The progress of New France, as reported in these dispatches from Quebec, with their figures of slow growth in population, of poor crops, and of failing trade, of Indian troubles and dangers from the English, of privations at times and of deficits always, must often have dampened the royal hopes. The requests for subsidies from the royal purse were especially relentless. Every second dispatch contained pleas for money or for things which were bound to cost money if the King provided them: money to enable some one to clear his lands, or to start an industry, or to take a trip of exploration to the wilds; money to provide more priests, to build churches, or to repair fortifications; money to pension officials - the call for money was incessant year after year. In the face of these multifarious demands upon his exchequer, Louis XIV was amazingly generous, but the more he gave, the more the colony asked from him. Until the end of his days, he never failed in response if the object seemed worthy of his support. It was not until the Grand Monarch was gathered to his fathers that the officials of New France began to ply their requests in vain.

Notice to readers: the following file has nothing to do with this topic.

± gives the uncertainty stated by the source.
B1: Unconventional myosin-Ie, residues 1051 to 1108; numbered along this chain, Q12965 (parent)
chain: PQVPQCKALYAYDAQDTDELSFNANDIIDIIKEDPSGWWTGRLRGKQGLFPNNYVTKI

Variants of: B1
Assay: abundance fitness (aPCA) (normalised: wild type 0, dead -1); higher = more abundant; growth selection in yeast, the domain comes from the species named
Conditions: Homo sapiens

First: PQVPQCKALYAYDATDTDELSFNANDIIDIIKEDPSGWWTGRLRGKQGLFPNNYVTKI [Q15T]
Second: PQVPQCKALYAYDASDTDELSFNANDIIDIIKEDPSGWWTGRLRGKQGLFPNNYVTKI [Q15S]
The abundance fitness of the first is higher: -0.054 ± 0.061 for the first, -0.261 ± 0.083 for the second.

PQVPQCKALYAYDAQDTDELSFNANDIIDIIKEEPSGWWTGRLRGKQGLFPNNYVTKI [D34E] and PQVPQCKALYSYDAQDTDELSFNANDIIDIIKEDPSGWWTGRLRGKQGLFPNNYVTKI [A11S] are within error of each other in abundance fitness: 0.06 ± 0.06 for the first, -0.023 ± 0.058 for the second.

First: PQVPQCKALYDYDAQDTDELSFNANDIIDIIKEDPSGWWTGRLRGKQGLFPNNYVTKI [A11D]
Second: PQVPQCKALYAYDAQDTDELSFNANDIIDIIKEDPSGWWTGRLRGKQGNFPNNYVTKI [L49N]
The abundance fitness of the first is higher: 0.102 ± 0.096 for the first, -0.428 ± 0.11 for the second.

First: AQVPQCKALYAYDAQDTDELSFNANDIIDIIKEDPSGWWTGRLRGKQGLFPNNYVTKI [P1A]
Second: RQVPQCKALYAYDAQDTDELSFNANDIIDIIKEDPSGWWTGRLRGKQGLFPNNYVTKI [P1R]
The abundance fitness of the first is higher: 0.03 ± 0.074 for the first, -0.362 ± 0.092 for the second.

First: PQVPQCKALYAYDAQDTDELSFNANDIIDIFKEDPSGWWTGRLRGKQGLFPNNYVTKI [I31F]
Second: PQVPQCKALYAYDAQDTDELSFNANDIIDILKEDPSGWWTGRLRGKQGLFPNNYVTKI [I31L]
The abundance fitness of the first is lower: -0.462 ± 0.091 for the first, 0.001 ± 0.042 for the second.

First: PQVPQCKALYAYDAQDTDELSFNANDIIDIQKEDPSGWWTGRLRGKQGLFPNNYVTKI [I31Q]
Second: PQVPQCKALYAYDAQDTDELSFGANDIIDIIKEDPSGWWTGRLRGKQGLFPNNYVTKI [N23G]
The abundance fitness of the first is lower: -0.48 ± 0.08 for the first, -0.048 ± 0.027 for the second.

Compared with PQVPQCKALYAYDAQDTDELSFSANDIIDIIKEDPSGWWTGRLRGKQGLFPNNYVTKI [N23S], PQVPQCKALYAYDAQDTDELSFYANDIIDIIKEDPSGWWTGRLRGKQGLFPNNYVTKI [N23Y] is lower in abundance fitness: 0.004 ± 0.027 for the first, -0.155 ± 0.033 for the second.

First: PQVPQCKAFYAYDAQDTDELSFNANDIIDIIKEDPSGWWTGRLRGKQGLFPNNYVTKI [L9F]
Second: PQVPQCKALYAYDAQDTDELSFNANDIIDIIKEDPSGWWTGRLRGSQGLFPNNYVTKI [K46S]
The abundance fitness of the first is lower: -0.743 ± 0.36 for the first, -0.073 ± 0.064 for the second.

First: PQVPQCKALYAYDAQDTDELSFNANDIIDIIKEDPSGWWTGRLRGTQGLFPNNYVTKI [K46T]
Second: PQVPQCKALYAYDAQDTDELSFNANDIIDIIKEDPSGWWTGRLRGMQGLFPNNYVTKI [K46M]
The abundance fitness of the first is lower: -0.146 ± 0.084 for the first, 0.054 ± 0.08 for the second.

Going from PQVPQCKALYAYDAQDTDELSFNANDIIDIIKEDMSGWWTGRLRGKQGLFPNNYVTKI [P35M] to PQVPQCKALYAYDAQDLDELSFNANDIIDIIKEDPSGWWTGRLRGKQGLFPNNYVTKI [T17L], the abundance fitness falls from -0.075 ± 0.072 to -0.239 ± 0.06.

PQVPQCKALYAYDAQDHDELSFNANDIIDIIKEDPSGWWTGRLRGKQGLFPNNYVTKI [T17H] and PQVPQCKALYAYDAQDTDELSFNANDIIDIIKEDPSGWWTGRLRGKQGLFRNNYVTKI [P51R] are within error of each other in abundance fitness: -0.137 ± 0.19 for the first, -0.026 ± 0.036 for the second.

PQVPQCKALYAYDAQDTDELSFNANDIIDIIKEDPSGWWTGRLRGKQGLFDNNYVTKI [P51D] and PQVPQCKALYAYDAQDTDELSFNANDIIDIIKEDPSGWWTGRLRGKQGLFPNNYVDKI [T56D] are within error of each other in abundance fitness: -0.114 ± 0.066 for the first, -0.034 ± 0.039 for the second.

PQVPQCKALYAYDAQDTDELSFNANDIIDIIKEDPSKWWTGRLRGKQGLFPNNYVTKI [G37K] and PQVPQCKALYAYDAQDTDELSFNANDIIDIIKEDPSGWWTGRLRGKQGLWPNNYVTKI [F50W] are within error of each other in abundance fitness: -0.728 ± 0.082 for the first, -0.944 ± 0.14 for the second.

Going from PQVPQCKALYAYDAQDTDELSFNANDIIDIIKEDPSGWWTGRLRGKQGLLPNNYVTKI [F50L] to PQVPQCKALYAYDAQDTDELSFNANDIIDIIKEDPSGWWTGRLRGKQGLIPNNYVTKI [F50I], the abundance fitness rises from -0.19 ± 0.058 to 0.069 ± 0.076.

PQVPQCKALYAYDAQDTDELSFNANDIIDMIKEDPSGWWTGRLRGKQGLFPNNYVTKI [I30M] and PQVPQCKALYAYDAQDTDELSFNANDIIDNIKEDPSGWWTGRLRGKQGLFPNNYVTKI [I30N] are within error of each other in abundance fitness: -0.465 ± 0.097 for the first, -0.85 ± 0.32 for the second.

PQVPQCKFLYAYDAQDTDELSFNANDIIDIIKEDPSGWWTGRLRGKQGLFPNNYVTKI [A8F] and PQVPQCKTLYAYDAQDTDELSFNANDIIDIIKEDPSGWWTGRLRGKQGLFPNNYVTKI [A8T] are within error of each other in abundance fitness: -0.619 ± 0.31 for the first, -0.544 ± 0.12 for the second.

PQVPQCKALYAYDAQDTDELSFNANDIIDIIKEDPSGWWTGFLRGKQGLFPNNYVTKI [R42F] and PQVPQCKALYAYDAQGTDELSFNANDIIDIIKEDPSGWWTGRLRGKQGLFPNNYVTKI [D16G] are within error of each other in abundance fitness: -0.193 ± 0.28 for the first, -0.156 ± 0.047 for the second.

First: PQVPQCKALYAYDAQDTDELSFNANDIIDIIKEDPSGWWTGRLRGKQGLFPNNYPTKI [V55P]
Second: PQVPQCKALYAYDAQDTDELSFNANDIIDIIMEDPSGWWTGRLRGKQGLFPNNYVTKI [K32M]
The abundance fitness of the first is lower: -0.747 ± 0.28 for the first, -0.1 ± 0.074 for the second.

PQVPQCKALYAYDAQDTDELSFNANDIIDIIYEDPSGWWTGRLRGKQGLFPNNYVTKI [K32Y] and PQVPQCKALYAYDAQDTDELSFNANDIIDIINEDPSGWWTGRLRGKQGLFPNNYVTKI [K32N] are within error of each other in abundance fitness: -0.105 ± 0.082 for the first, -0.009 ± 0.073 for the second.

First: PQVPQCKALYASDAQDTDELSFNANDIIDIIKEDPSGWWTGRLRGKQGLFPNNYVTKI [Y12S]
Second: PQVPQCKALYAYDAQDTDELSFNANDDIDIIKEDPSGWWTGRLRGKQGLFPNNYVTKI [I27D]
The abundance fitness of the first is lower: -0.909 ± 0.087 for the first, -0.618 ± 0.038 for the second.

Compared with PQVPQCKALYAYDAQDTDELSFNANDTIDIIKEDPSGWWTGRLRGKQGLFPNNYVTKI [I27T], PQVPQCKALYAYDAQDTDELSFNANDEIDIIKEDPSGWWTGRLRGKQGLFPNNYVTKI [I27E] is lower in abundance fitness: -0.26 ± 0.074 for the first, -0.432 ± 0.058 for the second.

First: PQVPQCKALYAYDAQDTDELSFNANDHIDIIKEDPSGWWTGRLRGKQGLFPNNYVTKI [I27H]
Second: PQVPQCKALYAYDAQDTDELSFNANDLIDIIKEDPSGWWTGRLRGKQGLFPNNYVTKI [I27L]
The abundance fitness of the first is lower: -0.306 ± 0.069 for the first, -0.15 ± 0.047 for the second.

So much for the frame of government in the colony during the age of Louis XIV. Now as to the happenings during the decade following 1663. The new administration made a promising start under the headship of De Mezy, a fellow townsman and friend of Bishop Laval, who arrived in the autumn of 1663 to take up his duties as governor. In a few days he and the bishop had amicably chosen the five residents of the colony who were to serve as councilors, and the council began its sessions. But troubles soon loomed into view, brought on in part by Laval's desire to settle up some old scores now that he had the power as a member of the Sovereign Council and was the dominating influence in its deliberations. Under the bishop's inspiration the Council ordered the seizure of some papers belonging to Peronne Dumesnil, a former agent of the now defunct Company of One Hundred Associates. Dumesnil retorted by filing a dossier of charges against some of the councilors; and the colonists at once ranged themselves into two opposing factions - those who believed the charges and those who did not. The bishop had become the stormy petrel of colonial politics, and nature had in truth well fitted him for just such a role.